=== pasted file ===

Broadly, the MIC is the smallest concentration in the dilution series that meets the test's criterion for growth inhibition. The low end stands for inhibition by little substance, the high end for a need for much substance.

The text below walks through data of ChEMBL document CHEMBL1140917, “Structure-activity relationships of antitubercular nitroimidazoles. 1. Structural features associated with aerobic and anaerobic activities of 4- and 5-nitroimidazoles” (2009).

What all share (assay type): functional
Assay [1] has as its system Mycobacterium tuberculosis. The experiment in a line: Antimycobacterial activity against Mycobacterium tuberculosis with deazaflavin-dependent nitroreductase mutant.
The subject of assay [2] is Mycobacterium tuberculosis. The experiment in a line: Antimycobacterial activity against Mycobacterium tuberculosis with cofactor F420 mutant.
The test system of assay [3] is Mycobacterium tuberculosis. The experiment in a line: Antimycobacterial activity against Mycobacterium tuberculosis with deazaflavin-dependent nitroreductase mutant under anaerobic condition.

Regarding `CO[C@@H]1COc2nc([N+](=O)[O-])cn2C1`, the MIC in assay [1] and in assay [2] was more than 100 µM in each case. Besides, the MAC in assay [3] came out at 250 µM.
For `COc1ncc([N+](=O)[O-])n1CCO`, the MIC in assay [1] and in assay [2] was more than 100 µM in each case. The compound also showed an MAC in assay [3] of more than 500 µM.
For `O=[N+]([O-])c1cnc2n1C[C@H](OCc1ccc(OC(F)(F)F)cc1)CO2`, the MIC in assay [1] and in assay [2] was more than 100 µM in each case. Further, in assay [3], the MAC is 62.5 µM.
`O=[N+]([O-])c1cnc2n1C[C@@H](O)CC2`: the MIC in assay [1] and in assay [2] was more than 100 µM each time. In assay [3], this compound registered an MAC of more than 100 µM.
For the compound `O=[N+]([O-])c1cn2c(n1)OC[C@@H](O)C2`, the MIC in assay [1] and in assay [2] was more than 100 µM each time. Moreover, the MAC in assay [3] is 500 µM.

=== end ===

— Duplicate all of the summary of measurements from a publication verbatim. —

Broadly, the MIC is the smallest concentration in the dilution series that meets the test's criterion for growth inhibition. The low end stands for inhibition by little substance, the high end for a need for much substance.

The text below walks through data of ChEMBL document CHEMBL1140917, “Structure-activity relationships of antitubercular nitroimidazoles. 1. Structural features associated with aerobic and anaerobic activities of 4- and 5-nitroimidazoles” (2009).

What all share (assay type): functional
Assay [1] has as its system Mycobacterium tuberculosis. The experiment in a line: Antimycobacterial activity against Mycobacterium tuberculosis with deazaflavin-dependent nitroreductase mutant.
The subject of assay [2] is Mycobacterium tuberculosis. The experiment in a line: Antimycobacterial activity against Mycobacterium tuberculosis with cofactor F420 mutant.
The test system of assay [3] is Mycobacterium tuberculosis. The experiment in a line: Antimycobacterial activity against Mycobacterium tuberculosis with deazaflavin-dependent nitroreductase mutant under anaerobic condition.

Regarding `CO[C@@H]1COc2nc([N+](=O)[O-])cn2C1`, the MIC in assay [1] and in assay [2] was more than 100 µM in each case. Besides, the MAC in assay [3] came out at 250 µM.
For `COc1ncc([N+](=O)[O-])n1CCO`, the MIC in assay [1] and in assay [2] was more than 100 µM in each case. The compound also showed an MAC in assay [3] of more than 500 µM.
For `O=[N+]([O-])c1cnc2n1C[C@H](OCc1ccc(OC(F)(F)F)cc1)CO2`, the MIC in assay [1] and in assay [2] was more than 100 µM in each case. Further, in assay [3], the MAC is 62.5 µM.
`O=[N+]([O-])c1cnc2n1C[C@@H](O)CC2`: the MIC in assay [1] and in assay [2] was more than 100 µM each time. In assay [3], this compound registered an MAC of more than 100 µM.
For the compound `O=[N+]([O-])c1cn2c(n1)OC[C@@H](O)C2`, the MIC in assay [1] and in assay [2] was more than 100 µM each time. Moreover, the MAC in assay [3] is 500 µM.